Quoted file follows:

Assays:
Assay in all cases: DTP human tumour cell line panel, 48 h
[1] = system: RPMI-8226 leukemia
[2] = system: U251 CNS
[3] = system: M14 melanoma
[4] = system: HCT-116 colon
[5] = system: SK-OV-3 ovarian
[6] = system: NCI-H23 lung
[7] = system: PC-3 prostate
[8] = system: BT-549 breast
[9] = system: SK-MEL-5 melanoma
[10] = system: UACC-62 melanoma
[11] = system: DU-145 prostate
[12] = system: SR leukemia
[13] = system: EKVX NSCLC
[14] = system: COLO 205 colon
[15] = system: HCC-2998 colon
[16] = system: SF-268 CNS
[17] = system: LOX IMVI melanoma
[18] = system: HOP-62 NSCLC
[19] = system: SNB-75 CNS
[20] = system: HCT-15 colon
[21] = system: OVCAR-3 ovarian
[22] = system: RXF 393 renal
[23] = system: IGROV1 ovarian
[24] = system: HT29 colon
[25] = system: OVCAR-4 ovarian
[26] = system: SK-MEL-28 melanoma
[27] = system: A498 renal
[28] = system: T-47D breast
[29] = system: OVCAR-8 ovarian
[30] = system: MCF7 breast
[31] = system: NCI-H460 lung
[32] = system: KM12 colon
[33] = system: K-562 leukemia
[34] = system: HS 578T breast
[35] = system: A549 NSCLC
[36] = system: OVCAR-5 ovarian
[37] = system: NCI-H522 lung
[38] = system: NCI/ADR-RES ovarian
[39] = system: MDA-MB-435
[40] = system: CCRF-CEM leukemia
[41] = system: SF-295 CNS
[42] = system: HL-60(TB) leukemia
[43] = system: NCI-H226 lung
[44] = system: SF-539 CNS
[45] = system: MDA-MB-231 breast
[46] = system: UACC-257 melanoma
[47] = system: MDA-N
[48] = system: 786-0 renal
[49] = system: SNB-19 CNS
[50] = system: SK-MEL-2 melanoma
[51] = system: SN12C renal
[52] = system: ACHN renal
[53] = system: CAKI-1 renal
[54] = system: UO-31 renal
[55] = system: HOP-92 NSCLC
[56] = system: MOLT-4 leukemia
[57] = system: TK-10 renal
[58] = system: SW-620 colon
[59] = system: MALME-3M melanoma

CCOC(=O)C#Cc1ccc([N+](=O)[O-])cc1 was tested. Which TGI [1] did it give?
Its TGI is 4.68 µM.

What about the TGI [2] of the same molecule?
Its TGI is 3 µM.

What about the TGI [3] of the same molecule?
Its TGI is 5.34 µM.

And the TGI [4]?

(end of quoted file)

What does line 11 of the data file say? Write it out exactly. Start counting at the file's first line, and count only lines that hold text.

[9] = system: SK-MEL-5 melanoma